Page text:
If you find a girl who writes, keep her close. If you find her at two AM, typing furiously, the neon gaze of the light illuminating her furrowed forehead, place a blanket gently on her so that she does not catch a chill. Make her a pot of tea, and sit with her. You may lose her to her world for a few moments, but she will come back to you, brimming with treasure. You will believe in her every single time, the two of you illuminated only by the computer screen, but invincible in the darkness.
She is your Shahrazad. When you are afraid of the dark, she will guide you, her words turning into lanterns, turning into lights and stars and candles that will guide you through your darkest times. She’ll be the one to save you.
She’ll whisk you away on a hot air balloon, and you will be smitten with her. She’s mischievous, frisky, yet she’s quiet and when she has to kill off a lovely character, when she cries, hold her and tell her that it will be alright.
You will propose to her. Maybe on a boat in the ocean, maybe in a little cottage in the Appalachian Mountains. Maybe in New York City. Maybe Chicago. Baltimore. Maybe outside her publisher’s office. Because she’s radiant, wherever she goes. Maybe even outside of a cinema where the two of you kiss in the rain. She’ll say that it is overused and clichéd, but the glint in her eyes will tell you that she appreciates it all the same.
You will smile hard as she talks a mile a second, and your heart will skip a beat when she holds your hand and she will write stories of your lives together. She’ll hold you close and whisper secrets into your ears. She’s lovely, remember that. She’s self made and she’s brilliant. Her names for the children might be terrible, but you’ll be okay with that. A girl who writes will tell your children fantastical stories.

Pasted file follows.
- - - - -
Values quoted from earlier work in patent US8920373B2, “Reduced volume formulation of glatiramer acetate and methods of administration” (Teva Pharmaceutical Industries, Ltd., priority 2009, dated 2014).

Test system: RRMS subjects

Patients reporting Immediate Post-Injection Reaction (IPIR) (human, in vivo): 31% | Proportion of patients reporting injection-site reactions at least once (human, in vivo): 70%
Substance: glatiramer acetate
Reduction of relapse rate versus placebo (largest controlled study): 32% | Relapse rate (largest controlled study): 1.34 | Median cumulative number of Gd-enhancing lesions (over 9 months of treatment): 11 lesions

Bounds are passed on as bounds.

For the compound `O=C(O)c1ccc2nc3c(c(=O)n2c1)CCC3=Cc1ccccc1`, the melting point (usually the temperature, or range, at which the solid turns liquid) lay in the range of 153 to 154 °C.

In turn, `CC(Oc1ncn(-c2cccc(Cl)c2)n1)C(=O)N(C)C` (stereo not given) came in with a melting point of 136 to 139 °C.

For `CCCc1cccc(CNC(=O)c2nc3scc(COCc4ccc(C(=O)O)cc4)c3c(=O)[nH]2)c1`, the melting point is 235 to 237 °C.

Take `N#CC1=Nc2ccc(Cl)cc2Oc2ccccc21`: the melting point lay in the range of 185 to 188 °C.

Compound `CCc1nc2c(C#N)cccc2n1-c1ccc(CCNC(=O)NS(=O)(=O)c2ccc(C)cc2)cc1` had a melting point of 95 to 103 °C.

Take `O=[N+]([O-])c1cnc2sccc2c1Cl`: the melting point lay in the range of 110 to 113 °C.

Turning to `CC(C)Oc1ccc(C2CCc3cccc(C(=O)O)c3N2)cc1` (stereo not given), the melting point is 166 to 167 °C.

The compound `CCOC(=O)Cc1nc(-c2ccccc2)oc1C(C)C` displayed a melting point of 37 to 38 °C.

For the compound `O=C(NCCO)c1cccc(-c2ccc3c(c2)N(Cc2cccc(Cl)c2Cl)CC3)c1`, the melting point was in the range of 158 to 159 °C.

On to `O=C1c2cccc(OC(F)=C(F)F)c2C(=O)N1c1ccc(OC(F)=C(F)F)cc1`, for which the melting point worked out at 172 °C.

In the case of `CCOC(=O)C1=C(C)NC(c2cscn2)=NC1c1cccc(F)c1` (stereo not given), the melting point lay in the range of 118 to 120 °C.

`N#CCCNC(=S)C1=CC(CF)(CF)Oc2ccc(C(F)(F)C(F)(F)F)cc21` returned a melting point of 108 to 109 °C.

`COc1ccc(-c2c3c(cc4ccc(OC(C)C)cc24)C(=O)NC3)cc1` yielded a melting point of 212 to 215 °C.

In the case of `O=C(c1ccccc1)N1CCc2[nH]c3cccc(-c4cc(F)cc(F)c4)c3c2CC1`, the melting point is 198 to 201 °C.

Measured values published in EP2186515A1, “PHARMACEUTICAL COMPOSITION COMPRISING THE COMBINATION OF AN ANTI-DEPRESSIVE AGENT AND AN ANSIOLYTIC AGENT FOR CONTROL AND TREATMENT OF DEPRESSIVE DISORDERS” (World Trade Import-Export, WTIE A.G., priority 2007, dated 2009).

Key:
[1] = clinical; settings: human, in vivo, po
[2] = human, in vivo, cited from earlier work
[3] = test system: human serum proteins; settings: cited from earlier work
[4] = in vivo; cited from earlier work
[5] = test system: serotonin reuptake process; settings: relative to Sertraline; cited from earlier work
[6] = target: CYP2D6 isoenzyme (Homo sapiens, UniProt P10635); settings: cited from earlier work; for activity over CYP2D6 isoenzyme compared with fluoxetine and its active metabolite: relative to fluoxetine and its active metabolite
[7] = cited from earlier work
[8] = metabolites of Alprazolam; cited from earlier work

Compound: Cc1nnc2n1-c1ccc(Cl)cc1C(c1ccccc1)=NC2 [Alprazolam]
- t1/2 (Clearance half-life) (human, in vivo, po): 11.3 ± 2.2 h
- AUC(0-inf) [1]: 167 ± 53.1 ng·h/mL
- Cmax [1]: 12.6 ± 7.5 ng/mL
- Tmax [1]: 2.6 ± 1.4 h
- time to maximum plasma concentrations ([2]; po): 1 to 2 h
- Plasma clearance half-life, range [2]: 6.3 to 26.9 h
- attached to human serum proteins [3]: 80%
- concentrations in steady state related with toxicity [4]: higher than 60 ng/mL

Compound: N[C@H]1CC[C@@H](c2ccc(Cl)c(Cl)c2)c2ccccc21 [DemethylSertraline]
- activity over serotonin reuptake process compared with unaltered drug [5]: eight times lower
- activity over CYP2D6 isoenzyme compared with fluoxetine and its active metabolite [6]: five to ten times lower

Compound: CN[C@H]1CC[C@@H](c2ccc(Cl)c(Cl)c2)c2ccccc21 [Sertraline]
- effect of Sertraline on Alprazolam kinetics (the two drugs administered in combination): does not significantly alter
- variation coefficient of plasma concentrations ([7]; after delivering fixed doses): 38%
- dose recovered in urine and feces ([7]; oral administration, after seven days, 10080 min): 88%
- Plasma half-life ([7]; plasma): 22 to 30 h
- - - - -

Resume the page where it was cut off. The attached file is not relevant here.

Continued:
Because that is the best part about a girl who writes. She has imagination and she has courage, and it will be enough. She’ll save you in the oceans of her dreams, and she’ll be your catharsis and your 11:11. She’ll be your firebird and she’ll be your knight, and she’ll become your world, in the curve of her smile, in the hazel of her eye the half-dimple on her face, the words that are pouring out of her, a torrent, a wave, a crescendo - so many sensations that you will be left breathless by a girl who writes.
Maybe she’s not the best at grammar, but that is okay.
Date a girl who writes because you deserve it. She’s witty, she’s empathetic, enigmatic at times and she’s lovely. She’s got the most colorful life. She may be living in NYC or she may be living in a small cottage. Date a girl who writes because a girl who writes reads.
A girl who writes will understand reality. She’ll be infuriating at times, and maybe sometimes you will hate her. Sometimes she will hate you too. But a girl who writes understands human nature, and she will understand that you are weak. She will not leave on the Midnight Train the first moment that things go sour. She will understand that real life isn’t like a story, because while she works in stories, she lives in reality.
Date a girl who writes.
Because there is nothing better then a girl who writes.
who is her!!!??? I Lovee
Danai Gurira putting Zimbabwe on the map.
A man chained to a tree at Jesus Divine Temple (Nyakumasi) Prayer Camp in Ghana sleeps on a bed made out of bamboo. This is where he has lived for over eight months.
© 2012 Nick Loomis/Human Rights Watch
People with mental disabilities suffer severe abuses in psychiatric institutions and spiritual healing centers in Ghana.